Linnahall: the thorn in Tallinn’s side

  • 2018-08-02
  • Michael MUSTILLO

The Estonian Ministry of Culture has embarked on exploring the creation of a new permanent home in the Linnahall complex for two of Estonia’s leading professional arts organization’s - the Estonian National Opera, and the Estonian National Symphony Orchestra. An international conference centre would also be incorporated into the venue. Linnahall’s elegant and striking design, which emerges out from Tallinn’s seafront harbor forming a link to the city’s medieval old town, encapsulates the height of modernist architecture. It has however, since Estonia regained its independence, become an imposing concrete ghost town, and remains a thorn in Tallinn’s side. Numerous efforts in the past have been undertaken and explored to revitalise this unique location. 

The building and the area (formerly known as the V. I. Lenin Palace of Culture and Sport and constructed to hold the 1980 summer Moscow Olympic games water-sports events which were held in Tallinn) with its massive 5,000 seat amphitheatre has divided Estonians. 

The Estonian Minister of Culture, Indrek Saar, addressing members of the Cultural Affairs Committee of the Estonian Parliament in June, expressed his opinion that the development of a new permanent home for the Estonian National Opera, and the Estonian National Symphony Orchestra would provide a unique solution for the professional needs of both organizations.

Both the Estonian National Opera, and the Estonian National Symphony Orchestra both urgently require and have made calls for a contemporary state-of-the-art facility and a new working environment for rehearsals and performances needs. This matter has been an issue which has been addressed by both performing arts organizations for many years, with several options being considered prior to the Linnahall proposal. 

‘‘Linnahall should remain multifunction, and in the future host both a cultural and conference centre. Careful analysis will however need to show whether the Linnahall complex will be flexible enough for the combined trio use of opera, symphonic and conferences to function effectively in it. However, what we know today, this would be an ideal solution which requires very good cooperation between all three. The Ministry of Culture is willing to assist in finding the best possible solutions,’’ said Saar.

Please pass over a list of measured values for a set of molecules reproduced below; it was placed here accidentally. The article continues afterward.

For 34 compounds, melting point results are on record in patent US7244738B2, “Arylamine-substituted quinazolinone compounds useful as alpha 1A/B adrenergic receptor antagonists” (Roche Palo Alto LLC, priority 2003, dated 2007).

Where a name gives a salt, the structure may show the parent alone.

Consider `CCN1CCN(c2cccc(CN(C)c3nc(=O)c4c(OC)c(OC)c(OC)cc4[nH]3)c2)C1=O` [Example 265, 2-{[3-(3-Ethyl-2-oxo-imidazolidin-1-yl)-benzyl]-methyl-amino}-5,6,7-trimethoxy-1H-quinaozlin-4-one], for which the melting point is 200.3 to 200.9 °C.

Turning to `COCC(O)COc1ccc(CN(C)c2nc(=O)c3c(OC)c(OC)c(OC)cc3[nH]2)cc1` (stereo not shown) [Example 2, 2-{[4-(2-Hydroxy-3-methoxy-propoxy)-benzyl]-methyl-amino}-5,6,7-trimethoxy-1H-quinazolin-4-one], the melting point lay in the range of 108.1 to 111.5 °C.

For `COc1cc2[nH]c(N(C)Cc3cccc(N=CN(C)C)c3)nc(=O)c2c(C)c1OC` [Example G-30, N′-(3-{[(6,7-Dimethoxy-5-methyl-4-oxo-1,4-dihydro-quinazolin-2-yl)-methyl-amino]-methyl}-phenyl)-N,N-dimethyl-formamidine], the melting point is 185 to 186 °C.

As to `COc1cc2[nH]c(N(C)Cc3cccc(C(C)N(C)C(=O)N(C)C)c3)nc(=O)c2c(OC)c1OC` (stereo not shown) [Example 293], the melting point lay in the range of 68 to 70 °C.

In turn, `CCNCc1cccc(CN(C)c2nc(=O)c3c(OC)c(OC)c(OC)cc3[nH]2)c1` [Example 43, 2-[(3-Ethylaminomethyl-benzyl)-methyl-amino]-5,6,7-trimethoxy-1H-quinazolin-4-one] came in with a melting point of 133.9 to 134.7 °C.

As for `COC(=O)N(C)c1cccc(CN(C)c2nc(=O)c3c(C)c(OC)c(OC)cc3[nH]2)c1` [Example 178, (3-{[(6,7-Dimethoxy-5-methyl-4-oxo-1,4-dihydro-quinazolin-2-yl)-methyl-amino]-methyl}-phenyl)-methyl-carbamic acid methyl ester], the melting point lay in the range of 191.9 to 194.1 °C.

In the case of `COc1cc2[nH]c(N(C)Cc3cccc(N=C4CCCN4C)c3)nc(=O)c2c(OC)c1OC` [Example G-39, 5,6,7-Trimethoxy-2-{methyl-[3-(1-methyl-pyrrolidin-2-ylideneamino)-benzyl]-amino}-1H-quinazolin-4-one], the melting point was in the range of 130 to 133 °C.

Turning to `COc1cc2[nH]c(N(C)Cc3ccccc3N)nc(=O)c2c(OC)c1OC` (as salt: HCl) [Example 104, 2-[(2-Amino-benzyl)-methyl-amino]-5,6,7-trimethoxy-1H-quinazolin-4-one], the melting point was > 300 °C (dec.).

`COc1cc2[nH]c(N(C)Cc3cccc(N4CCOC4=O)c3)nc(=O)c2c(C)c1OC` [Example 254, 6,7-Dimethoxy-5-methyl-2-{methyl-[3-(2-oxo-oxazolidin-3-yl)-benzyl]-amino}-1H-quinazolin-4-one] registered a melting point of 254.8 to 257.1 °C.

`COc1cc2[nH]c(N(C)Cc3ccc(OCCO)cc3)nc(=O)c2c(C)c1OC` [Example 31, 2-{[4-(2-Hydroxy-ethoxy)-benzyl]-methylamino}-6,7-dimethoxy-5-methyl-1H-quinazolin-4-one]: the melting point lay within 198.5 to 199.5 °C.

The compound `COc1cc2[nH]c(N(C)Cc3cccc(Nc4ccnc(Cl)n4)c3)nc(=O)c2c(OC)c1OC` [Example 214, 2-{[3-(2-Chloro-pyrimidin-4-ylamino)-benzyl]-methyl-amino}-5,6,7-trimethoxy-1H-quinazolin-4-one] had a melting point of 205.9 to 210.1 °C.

As to the expected costs, no announcement regarding this was made, as no analyze has yet been undertaken. Tallinn’s Linnahall falls under the heritage conservation act. This will according to the Ministry of Culture definitely bring additional requirements as to the entire reconstruction process.

‘‘Heritage is best preserved if used: and both the Estonian National Opera, and the Estonian National Symphony Orchestra are able to create extra value for the Linnahall complex. This would further solve the question of providing for a new environment that both the Estonian National Opera, and the Estonian National Symphony Orchestra have addressed, ’’ Saar said.

Aivar Mae, Head of the Estonian National Opera informed The Baltic Times, that the proposal of the City Government of Tallinn for Linnahall being used solely as a conference centre with a concert hall included is not sustainable in the long-term. 

‘‘Our alternative suggestion is that the building should house the Estonian National Opera, as well as the Estonian National Symphony Orchestra,’’ said Mae  

‘‘Linnahall would not generate sufficient revenue solely as a conference centre, hence it could function in creating surplus value and remain at the Ice Hall of Linnahall.’’  

Opera and classical music would embrace a significantly larger audience and inspire others to build restaurants, museums, entertainment centers, hotels in the area nearby, Mae believes.